Carlos Fuente Jr. has become one of the most recognizable people in the cigar business. While at the helm of Tabacalera A. Fuente y Cia., he has seen the company rise to one of the preeminent positions in the industry.
Marvin R. Shanken
From the Print Edition:
John F. Kennedy, Nov/Dec 98
(continued from page 1)
Being around the Olivas probably first gave me the passion to grow wrappers, and I wanted to relive that. I had a burning passion to grow wrapper. When the Olivas grew the first crop there, my father and I knew it was possible to grow great wrappers there. But it wasn't that easy. Actually, it was the perfect combination of many things. A lot of the credit belongs to the Oliva family. It took a lot of guts on our part to invest a lot of money, and lose a lot of money, but in the very beginning, it was the Olivas who gave us moral and technical support. They helped us build a team on that farm with a lot of knowledge about tobacco and a lot of heart.
We started off the first year with 50 acres. At the time, there was very little on the farm. A lot of credit for what it has become belongs to my father. He came to me and said, "Carlos, if we are going to be successful, we have to put in everything that we have."
It was extremely difficult the first year. It only became more difficult as the pressures started growing on us, with people telling us it would be a total failure, that it would be impossible to grow a classic wrapper on that farm in the Dominican Republic. But we knew we had to do it for ourselves. It was not considered a prime area, because some people had tried to grow wrapper there and failed. But it was the area where the Cuban exiles had first tried to grow wrapper when they came to the island. I knew in my heart it was the right place, partly because Angel told me that the soil there was just like San Luis in Cuba where he grew up. [Editor's note: San Luis is one of the Vuelta Abajo's prime growing regions in Cuba.]
We named it Chateau de la Fuente almost immediately, even though we hadn't bought the farm yet. But the Olivas wouldn't take any money from us until they were sure we were going to be successful. Each year we started growing a few more acres. We were also buying small plots of land adjacent to the farm, and in 1996 we bought the farm across the road, which was about 150 acres, and we started building roads and tobacco barns. The Olivas finally sold us the original farm.
Before that we weren't tobacco growers, we were cigarmakers. But I believe today that the project needed a cigarmaker to make it successful. A cigarmaker was not only going to grow the wrapper, but then use it on his own cigars. We made the best we could because we knew we were going to smoke the cigars ourselves.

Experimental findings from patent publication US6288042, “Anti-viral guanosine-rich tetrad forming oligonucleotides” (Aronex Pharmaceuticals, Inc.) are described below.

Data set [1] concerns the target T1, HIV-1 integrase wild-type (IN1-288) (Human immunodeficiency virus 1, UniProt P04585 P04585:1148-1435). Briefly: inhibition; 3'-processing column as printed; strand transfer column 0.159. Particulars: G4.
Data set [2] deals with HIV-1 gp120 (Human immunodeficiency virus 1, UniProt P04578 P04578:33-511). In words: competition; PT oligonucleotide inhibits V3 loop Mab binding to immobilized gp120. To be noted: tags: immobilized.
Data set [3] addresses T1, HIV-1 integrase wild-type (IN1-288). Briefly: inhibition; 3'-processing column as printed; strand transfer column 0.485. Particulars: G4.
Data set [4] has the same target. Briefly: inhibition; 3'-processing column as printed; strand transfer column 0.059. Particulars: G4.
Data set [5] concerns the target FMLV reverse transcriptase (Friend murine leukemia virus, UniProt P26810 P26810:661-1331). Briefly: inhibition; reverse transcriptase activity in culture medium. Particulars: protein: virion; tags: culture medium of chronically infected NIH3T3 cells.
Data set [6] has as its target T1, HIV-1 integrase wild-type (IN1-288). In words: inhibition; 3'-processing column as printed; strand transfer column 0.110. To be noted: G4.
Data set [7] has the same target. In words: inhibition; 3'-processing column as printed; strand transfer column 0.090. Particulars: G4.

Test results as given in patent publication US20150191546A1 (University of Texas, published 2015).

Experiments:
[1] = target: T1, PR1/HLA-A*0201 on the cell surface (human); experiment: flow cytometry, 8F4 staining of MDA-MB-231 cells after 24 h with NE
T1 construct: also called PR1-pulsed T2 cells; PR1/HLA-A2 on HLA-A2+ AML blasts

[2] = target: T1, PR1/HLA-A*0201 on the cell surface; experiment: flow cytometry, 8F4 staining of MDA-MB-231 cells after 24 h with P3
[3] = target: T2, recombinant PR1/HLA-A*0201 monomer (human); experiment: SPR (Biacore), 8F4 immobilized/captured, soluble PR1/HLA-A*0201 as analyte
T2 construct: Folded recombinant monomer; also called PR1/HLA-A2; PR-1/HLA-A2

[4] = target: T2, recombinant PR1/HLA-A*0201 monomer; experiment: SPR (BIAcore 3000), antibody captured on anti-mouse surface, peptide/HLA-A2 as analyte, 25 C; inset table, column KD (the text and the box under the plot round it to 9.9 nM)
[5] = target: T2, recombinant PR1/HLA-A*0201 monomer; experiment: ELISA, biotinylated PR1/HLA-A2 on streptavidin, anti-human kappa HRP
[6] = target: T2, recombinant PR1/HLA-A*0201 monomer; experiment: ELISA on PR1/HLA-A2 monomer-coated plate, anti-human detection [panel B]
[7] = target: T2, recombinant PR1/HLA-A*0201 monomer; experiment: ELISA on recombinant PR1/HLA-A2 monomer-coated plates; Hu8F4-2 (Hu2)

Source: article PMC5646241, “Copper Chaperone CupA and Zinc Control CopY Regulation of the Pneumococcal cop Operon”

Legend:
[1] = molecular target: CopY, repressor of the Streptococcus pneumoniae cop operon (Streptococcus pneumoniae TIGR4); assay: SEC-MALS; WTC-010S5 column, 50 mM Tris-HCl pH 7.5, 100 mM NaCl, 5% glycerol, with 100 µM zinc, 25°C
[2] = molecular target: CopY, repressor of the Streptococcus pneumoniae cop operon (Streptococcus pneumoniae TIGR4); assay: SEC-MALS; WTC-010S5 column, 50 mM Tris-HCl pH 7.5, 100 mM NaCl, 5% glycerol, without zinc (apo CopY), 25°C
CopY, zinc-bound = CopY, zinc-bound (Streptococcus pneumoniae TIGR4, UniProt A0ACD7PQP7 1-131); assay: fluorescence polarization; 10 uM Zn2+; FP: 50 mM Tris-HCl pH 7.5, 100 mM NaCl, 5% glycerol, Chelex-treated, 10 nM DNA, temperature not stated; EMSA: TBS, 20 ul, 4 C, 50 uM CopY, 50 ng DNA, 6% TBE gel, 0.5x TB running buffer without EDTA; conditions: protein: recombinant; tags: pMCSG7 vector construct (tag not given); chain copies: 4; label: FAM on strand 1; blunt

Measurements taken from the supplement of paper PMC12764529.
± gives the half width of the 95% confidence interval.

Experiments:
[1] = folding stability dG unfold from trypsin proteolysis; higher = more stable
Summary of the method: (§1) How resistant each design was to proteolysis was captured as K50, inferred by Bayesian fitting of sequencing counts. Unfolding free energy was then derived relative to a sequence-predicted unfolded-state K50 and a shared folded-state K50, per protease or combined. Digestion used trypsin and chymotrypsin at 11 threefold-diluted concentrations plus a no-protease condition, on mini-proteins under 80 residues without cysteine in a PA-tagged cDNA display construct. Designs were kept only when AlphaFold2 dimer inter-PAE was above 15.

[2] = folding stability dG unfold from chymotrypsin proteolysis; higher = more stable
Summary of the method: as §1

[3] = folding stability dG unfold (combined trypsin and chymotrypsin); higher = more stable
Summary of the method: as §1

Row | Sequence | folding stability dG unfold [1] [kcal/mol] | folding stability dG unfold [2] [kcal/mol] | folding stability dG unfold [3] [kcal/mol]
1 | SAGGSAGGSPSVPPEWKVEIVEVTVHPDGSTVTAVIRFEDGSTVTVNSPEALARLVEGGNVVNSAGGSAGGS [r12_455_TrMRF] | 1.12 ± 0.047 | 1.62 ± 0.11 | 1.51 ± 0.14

In truth, though, the Dominican shade-wrapper project was like having an inspiration. I am from the old school. I believe in el destino--"destiny" in English. The idea of producing a 100 percent Dominican cigar was important to us, and especially important to me. I believe with all my heart that for a country to be considered a truly great producer of cigars, it's important to produce all the components of cigars. That's why this wrapper has been so important.
CA: Have other manufacturers begun to experiment or to grow shade-wrapper tobacco in the Dominican Republic?
Fuente:Yes. They have always been experimenting with growing wrappers. As I understand the history, people started experimenting with wrappers in the Dominican Republic in the late 1960s. And since the launch of the Fuente Fuente OpusX, there are many more people trying to grow wrappers. But I don't know if it's gone beyond the experimental stage.
CA: What was it about you and the Olivas that allowed you to be successful where others had failed?
Fuente:I truly believe it's not so much an issue of agriculture. I mean, there have been a lot of agronomists and tobacco experts that have been involved with growing tobacco in the Dominican Republic. If you really want to understand our secret, it's the heart, the soul, the passion that we brought to the project, and the belief that it could be done. Maybe it was just perseverance. But it was definitely more than agricultural techniques. That can be studied in books. It's something more. It's nursing the tobacco from seedbed to the field. It's suffering with it, watching it grow, doing whatever has to be done to bring in the crop. I think that that's really what has been the secret element of success for that wrapper.
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